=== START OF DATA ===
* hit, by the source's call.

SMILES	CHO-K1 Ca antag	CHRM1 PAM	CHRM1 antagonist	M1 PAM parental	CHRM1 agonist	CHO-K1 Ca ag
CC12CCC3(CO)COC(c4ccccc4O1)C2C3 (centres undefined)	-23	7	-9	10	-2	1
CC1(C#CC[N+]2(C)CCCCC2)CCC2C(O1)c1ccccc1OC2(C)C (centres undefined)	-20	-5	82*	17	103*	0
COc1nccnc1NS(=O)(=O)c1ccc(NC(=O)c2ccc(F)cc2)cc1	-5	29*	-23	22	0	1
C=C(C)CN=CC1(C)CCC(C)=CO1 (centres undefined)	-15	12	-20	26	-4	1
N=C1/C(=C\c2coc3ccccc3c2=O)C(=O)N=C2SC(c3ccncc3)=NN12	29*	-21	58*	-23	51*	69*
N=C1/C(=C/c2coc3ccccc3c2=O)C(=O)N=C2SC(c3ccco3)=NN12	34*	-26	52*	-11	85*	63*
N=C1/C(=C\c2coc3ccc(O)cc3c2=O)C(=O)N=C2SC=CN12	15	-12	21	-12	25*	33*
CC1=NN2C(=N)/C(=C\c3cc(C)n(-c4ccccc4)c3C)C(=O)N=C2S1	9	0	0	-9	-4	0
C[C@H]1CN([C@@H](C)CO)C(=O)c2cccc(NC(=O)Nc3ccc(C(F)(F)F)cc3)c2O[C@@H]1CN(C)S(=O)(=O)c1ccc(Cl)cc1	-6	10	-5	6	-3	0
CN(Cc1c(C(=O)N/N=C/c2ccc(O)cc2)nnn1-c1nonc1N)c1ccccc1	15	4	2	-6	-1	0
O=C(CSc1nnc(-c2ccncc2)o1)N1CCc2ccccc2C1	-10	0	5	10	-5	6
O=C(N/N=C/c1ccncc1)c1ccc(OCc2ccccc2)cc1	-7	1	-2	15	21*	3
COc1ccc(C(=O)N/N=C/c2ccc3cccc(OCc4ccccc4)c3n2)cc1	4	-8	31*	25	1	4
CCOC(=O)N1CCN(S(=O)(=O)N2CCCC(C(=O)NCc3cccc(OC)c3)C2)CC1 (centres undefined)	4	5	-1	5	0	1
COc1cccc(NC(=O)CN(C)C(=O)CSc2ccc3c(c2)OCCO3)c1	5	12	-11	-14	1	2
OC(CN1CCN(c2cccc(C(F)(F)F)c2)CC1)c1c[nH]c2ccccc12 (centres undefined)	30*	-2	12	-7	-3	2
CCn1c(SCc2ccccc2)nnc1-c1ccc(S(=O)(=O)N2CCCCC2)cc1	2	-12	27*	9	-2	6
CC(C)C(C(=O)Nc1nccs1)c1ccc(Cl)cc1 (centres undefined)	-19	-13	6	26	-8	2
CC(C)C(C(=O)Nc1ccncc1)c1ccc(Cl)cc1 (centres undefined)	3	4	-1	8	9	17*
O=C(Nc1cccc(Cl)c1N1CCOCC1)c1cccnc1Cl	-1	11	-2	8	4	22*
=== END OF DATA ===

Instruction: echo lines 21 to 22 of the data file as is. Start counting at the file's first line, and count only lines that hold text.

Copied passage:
CC(C)C(C(=O)Nc1ccncc1)c1ccc(Cl)cc1 (centres undefined)	3	4	-1	8	9	17*
O=C(Nc1cccc(Cl)c1N1CCOCC1)c1cccnc1Cl	-1	11	-2	8	4	22*